I’ve also been reprioritizing my activities and projects. Spending more time thinking about things, instead of blindly doing. Just sitting down to think things through. Or go out for a long walk to make sense of things.
And being less on-edge with people and situations, so I can pay attention and be part of the conversation and actually get closer to saying what I mean.
That’s always helpful.
Anyway, I have another unstructured day to do as I please. I took a long, long walk, first thing this morning, and now I’m back for my second breakfast and some reading and sketching out some of the ideas I had while I was walking… And before I left… And after I got back.
The pressure’s off. And I may just lie down for a nap before too terribly long. It’s all wide open, right now, and that’s a pretty incredible feeling.
We “lost” an hour today. It’s my least favorite experience in the world, almost. I need my hours,and I need my sleep, and when the clock “springs forward”and deprives me of a precious hour, that doesn’t make me happy.
Oh, well.You’d think after all this time, I’d be used to it. I’ve had 40-some opportunities to practice.
But it’s still no easier than it was last year.
Or is it? Actually, I think it is. I’ve accepted the fact of the experience. I’m not fighting it. I’m just kind of resigned to the whole thing — which seems to be where my head is at, these days — resignation and acceptance of basic unpleasant facts of life and the urge to just hole up somewhere and putter around my house, hammering the odd nail and painting the odd wall.
Back beforem y fall in2004,I was totally into fixing up my house. It came in move-in ready condition, so not a lot had to be done, but there were still somethings that needed to be tended to. The insulation in the attic had to be replaced. I did that. The walk-up to the attic needed a door built to keep the warm air downstairs and the cold air in the attic. I did that. The basement needed shelves and organization, and there were some things around the outside of the house that needed fixing. I did that, too. It was a big part of my life and who I believed myself to be.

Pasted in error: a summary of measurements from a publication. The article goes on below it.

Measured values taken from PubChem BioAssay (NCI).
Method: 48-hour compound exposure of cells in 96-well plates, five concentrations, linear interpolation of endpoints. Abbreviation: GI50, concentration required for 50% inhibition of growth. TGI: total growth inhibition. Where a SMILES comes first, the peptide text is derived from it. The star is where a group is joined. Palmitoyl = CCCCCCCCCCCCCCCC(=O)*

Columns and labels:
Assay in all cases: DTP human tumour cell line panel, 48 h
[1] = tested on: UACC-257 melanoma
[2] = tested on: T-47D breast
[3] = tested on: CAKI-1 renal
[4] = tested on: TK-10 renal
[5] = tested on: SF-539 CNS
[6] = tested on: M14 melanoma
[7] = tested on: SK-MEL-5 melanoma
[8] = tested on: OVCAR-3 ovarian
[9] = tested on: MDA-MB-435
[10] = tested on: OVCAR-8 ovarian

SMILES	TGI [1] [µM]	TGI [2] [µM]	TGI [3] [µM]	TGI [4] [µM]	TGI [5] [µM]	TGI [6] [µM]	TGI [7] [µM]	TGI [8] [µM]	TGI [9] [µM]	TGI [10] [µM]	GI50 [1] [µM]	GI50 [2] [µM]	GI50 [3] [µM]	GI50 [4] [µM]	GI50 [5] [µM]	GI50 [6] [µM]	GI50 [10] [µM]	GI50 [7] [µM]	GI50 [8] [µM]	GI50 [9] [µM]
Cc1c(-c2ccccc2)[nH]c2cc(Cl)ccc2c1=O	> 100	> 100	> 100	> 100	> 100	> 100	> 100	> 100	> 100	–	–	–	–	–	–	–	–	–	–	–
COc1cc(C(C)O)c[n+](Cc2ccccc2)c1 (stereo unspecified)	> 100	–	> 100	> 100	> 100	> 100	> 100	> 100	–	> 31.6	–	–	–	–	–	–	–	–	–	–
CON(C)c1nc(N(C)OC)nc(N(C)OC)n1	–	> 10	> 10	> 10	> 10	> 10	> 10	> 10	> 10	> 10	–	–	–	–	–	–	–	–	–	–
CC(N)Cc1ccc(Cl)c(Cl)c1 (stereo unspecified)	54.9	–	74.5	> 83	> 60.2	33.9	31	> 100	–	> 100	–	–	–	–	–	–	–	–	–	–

A weekend construction/remodel warrior.
I was really proud of that, and I dove into being a part of the community around me, joining a board in town and chatting with the neighbors while doing yard work.
After I fell, all that went away, and I disappeared into a haze of confusion and anxiety. I couldn’t interact with people, I couldn’t understand what they were saying to me, I couldn’t remember what we were talking about. And I couldn’t figure out what to fix on the house. So, things went slowly south… which brings me to where I am now, fixing things that I let go for the past 10 years or so.
Anyway, now I’m back, and I’m feeling much more like the person I want to be. I’m tired a lot, and I don’t have the same kind of spark around it, that I used to, but at least that part of me is back. And it’s good.
I just wish it hadn’t taken so long to come around.
But I guess that’s just how much time it takes, sometimes. And frankly, I’m lucky that I’ve come around at all. Make no mistake — I have worked my ass off, and I have made recovery from TBI a top priority in my life, pushing so much else out of the way. So, it’s not all luck. But in some cases — like the fact that I live within an hour’s drive (on a good day) of a major city with top neuropsychological care — I did get lucky.
What would I have done, had I NOT been near a city? What would I have done, had I NOT seen this neuropsych for all these years? I would have started this blog, anyway, and who’s to say I wouldn’t have come just as far? Having someone to talk to, who knows about TBI and its after-effects has certainly been helpful. At the same time, there’s the internet, and there’s Give Back with their Give Back – TBI Self-Therapy Guide which really got me going in the right direction. So, who can say?
All I know is, it feels like it’s been way too long for me… and I’m more eager to get back, than I’ve got energy for. It takes time — it takes a lot of time — to get on the good foot again, and it can be terribly frustrating.
Funny, things didn’t used to feel this difficult, way back when.
Because they weren’t. Now, it seems as though everything is harder. And I guess it is. Oh, well.
I really need to get out of the house. I worked indoors all day yesterday, and I’ve been cooped up at work at a desk, head-down, doing crap that’s piled up because people have left the company, or are leaving, or don’t feel like doing their job because their friends are going away. Sigh.
I need a break from the compulsive busy-ness (I may write a little rant later about bosses expecting their direct reports to be just as neurotic as they are… or I may not). I need to take a long walk.
I’ve had a very quiet few days… when I’ve been at home, that is.
This past week has been crAYzy, and I’ve spent my time at home relaxing and just enjoying the quiet.